*I received a free copy of this book, with thanks to the author and Boldwood Books. The decision to review and my opinions are my own.*
Blurb: Does the heart never really forget?
When Ava’s partner Will is diagnosed with a terminal brain tumour, the doctors give Will one chance to survive – an operation which means he will lose his recent memory. Ava begs him to take the chance, sure that she can cope with Will forgetting her. After all, they have something very special to live for.
But they are also keeping a heart-breaking secret, and if Will loses his memory, Ava will have to carry that secret alone.
Can they rebuild their love from scratch or will their secrets and past come between them? Will Ava really be a stranger when Will wakes up – or does the heart never really forget…
Giselle Green returns with a heart-breaking, deeply moving story of love, loss, and what it really means to be alive.
The Girl You Forgot is a deeply heart-wrenching story of love, secrets and promises.
The two main characters, Ava and Will are introduced to the reader as soulmates who have already had a rough time, but have made it through together. Unfortunately for them, things are about to get a lot tougher.
Ava finds herself caught between two completely contradictory promises, with very good reasons for both, while Will struggles to reconcile a world he doesn’t remember, after a brain operation removes seven years of his memories… including any memory of ever meeting Ava.
The story hinges around issues of trust, and whether it is ever acceptable to lie to those we love, or keep secrets from them, or break promises. These aren’t simple issues, as Ava’s dilemma clearly shows that there are relevant moral considerations on both sides. That said, I did feel there was an element of her sacrificing the truth to her wish to play happy families with the man she loves, and therefore attempting to avoid the consequences of her decisions and actions. Similarly, whilst I had a lot of sympathy for Will, reeling from blow after blow, and suffering from extremely understandable depressive feelings as a result, I did feel that he was so focused on his own ‘happy ever after’ dreams that he kept forgetting those around him might have feelings, hopes and dreams of their own.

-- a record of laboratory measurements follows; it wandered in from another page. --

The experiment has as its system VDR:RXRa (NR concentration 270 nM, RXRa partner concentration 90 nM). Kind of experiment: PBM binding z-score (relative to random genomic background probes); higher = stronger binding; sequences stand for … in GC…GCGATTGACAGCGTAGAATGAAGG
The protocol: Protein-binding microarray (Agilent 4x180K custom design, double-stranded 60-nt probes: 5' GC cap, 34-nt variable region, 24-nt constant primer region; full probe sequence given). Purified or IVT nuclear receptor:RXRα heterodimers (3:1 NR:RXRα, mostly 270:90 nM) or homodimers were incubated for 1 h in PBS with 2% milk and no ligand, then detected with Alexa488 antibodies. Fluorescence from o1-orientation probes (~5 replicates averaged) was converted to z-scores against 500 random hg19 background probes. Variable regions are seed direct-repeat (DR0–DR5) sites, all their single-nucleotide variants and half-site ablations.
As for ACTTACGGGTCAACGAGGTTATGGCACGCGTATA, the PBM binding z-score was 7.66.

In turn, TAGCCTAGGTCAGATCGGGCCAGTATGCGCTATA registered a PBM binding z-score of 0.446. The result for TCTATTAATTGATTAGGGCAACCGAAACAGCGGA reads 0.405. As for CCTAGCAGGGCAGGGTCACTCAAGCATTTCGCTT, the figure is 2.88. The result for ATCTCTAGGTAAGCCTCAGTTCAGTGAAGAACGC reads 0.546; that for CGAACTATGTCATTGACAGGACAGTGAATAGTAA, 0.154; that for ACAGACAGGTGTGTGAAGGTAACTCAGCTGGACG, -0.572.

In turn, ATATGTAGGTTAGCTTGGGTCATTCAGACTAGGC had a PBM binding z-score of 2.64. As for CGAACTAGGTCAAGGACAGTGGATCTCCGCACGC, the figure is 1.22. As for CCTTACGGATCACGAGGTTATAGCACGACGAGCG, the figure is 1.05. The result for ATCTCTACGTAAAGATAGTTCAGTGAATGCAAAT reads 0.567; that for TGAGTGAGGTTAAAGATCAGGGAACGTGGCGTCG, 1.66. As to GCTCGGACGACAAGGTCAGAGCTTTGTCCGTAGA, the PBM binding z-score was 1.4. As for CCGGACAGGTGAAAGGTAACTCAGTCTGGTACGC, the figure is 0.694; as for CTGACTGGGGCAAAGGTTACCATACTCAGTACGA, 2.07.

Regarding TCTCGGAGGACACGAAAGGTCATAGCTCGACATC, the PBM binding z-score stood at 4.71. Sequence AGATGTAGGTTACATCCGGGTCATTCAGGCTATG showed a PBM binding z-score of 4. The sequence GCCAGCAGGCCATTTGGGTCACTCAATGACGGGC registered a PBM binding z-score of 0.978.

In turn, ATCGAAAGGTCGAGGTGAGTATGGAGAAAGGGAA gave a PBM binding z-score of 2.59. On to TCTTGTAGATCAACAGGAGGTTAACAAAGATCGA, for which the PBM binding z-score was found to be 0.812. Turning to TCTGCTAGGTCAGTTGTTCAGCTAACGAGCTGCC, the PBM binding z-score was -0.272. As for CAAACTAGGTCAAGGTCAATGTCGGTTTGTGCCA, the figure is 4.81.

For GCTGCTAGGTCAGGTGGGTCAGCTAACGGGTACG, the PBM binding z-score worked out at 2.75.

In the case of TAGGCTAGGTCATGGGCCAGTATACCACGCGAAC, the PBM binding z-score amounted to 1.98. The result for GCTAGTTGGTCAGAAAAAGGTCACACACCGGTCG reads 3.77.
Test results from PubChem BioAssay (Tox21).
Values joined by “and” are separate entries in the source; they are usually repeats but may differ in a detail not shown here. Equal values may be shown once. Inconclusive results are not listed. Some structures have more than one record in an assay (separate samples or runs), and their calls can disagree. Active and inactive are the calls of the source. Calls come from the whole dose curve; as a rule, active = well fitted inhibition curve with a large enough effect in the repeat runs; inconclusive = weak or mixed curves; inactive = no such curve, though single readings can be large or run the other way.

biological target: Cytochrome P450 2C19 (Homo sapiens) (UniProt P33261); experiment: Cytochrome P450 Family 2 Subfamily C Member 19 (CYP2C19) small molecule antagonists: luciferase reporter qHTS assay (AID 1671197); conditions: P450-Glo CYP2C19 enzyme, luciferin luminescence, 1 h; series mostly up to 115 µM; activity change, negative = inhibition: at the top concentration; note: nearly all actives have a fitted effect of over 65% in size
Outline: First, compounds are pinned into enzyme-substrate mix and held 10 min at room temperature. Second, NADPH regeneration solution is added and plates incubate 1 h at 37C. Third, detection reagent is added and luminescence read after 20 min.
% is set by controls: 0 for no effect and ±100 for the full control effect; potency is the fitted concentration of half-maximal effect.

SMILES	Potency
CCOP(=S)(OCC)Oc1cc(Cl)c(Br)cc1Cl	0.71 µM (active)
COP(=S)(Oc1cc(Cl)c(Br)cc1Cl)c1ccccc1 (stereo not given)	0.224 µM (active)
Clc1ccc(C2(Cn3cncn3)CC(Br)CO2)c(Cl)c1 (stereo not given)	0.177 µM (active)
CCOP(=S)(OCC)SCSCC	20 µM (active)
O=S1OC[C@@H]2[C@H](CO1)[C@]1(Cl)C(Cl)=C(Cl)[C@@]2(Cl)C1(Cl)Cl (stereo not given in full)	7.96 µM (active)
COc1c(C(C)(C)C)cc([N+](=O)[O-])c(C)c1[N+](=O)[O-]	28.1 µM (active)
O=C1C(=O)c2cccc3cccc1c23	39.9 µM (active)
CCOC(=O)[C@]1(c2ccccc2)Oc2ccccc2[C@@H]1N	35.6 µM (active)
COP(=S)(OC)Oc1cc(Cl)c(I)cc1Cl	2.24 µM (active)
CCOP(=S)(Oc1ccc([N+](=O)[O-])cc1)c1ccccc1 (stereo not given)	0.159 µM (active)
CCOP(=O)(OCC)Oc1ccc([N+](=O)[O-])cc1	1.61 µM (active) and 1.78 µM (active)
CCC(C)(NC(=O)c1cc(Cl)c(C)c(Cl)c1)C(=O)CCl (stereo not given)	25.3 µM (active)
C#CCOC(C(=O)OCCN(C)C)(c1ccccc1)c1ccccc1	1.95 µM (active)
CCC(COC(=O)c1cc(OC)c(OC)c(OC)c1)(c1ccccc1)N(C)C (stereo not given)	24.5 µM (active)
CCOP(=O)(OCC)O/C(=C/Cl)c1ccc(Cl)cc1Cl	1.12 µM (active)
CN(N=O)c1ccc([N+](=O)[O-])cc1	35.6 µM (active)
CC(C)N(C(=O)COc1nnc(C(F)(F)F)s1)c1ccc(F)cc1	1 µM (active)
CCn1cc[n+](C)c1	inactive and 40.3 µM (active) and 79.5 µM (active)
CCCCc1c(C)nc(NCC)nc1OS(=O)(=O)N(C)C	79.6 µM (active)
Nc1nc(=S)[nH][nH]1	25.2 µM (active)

Both characters grow and develop as the story unfolds, and by the end of the story, both are different characters than they were at the start, before Will forgot. With the story moving between the two main characters, as they each tell their side of events, the reader gets the benefit of, not just both sides of the story, but both sides of each character too. It’s an intimate experience which makes the issues covered (fertility problems, suicidal thoughts, depression, betrayal) all the more heartbreaking for the reader.
Whilst there is a lot of pain and despair in the book, there is also strength, hope and lots of love. Fans of character-driven dilemma stories will enjoy this story, but will need to have a large box of tissues standing by!
He gave the tiniest nod and I sent up a prayer of thanks, then. We had a solution. All I had to do was promise him he’d never know the truth about this child…
I thought in that moment that disaster was averted, that everything was going to be okay. He’d live, and my child would be blessed with the best, most loving daddy in the world, and we would all go on and be just fine.
That’s what I thought.
– Giselle Green, The Girl You Forgot
The Girl You Forgot releases on Amazon TODAY!!!